Crescent Point Energy Corp.’s (TSX:CPG)(NYSE:CPG) share price has taken a beating in the last 12 months, losing more than 54% of its value. This calendar year alone has seen the stock price plunge by over 49%. As awful as the performance has been, it hasn’t been uncommon for oil and gas producers. The path of Crescent Point’s stock has been almost a mirror image of how Cenovus Energy Inc. has seen its share perform.
In four of the last five quarters, Crescent Point has seen net losses; however, in the most recent quarter, the company was able to turn a profit of $119 million and saw year-over-year revenues rise by almost 60%. However, like many oil and gas companies these days, Crescent Point has been involved in a lot of hedging, and most of those profits from Q1 would have been wiped out without the aid of hedging gains (which were just under $100 million). Last year’s quarter had a hedging loss of over $86 million, which would have turned this quarter’s profit into a loss.
Profits are necessary in the long term, but in the short-term liquidity is crucial. The company’s interest payments of $38 million the past quarter appear to be manageable if the company can continue to produce strong results. Crescent Point’s balance sheet also seems to be in good position to handle any cash flow issues with its debt-to-equity ratio at only 0.43, although the current ratio of 0.88 could be a bit better.
Currently, the stock is trading at over $9 and has recently seen some stability and perhaps a floor at this level. At a book value of $17.75, the company is trading at almost half of that. The stock is a definite bargain if the company can turn things around and string together some good quarters. Also, because of its depressed share price, the company’s dividend yield is now almost 4%.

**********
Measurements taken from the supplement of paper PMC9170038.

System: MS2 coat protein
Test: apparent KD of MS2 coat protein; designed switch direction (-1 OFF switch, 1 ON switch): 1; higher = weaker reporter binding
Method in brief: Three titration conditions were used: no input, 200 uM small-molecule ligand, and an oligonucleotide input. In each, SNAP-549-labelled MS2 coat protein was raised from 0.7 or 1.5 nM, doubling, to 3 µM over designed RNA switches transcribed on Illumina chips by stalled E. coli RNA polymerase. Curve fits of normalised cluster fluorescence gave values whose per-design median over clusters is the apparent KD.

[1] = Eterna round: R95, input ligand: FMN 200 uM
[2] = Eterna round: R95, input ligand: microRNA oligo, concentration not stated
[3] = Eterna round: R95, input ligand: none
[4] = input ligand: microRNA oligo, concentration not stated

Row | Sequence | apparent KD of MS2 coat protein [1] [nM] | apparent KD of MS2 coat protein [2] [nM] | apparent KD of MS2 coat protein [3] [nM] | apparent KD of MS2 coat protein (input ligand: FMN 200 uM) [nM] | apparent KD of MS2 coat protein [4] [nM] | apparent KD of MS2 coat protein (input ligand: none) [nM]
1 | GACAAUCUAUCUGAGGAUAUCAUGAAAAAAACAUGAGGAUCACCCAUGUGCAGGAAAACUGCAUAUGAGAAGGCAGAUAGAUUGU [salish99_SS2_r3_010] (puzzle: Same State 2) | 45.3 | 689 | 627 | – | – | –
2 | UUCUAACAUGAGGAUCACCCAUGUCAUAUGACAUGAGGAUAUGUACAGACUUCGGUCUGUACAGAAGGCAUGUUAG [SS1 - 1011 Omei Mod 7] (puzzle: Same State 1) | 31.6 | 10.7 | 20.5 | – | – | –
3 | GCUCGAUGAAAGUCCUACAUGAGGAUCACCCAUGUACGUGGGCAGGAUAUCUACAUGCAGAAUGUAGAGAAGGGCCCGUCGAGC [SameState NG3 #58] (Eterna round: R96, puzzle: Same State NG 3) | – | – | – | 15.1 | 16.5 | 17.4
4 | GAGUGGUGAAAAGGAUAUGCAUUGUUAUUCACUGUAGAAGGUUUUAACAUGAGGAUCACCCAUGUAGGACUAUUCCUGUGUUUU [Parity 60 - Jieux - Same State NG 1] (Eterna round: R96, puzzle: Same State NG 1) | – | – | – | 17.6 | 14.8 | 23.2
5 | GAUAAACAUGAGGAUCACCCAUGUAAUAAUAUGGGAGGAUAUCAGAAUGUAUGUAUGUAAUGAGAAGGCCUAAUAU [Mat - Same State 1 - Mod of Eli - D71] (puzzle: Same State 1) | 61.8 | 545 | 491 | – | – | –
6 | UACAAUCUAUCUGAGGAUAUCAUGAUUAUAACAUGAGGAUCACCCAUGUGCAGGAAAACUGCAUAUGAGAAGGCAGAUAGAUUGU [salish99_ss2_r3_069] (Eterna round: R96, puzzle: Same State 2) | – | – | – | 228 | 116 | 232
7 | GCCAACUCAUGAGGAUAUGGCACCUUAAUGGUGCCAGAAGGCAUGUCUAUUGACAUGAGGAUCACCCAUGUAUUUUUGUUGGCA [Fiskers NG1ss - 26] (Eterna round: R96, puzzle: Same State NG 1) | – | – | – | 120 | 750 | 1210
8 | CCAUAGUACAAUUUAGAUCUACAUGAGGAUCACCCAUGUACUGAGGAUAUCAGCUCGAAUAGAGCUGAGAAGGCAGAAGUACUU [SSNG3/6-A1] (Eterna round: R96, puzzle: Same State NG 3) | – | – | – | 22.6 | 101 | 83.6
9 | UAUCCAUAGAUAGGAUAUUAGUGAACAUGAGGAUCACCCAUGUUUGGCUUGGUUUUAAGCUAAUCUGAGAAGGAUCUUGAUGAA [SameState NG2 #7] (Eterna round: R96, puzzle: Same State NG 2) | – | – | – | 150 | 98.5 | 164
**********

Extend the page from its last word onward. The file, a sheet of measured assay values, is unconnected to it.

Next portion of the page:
Baytex Energy Corp. (TSX:BTE)(NYSE:BTE) has seen even more significant losses with its stock price dropping over 53% this year and 55% in the past 12 months. However, Baytex has had a bit of a recovery with the past month yielding a return of over 4%.
The company has seen its net income in the red for three of the past four quarters. In its most recent quarter, the company was able to squeak out a profit of $11 million. Not surprisingly, this profit was helped by the company’s derivatives, which provided gains of $35 million. However, revenues rose year over year by almost 70% up to $260 million.
The company’s $11 million profit was a good start, but it still does not even cover its interest expenses of $28 million in Q1. With a debit-to-equity ratio of 0.91, Baytex is carrying a fair amount of debt, putting it in a difficult situation if the company is unable to consistently post profits. However, the company’s current ratio of 0.87 is comparable to Crescent Point’s.
These companies have a lot of similarities, but Crescent Point would be my choice to invest in for a number of reasons. First, the company has more operations in the U.S. and Canada, and so it is less exposed to certain geographic areas. Second, the company has shown that its interest payments are more manageable with respect to net income levels. Third, its lower debt levels will be less of a hindrance on its operations if oil prices do not improve. Lastly, Crescent Point offers a decent dividend at this price, which creates a bit of a safety net should the share price decline further.
This small-cap stock is “Hidden in Plain Sight!” It’s flying under the radar and is being touted as a “royalty collector” by several of our top Canadian analysts.
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Fool contributor David Jagielski has no position in any stocks mentioned.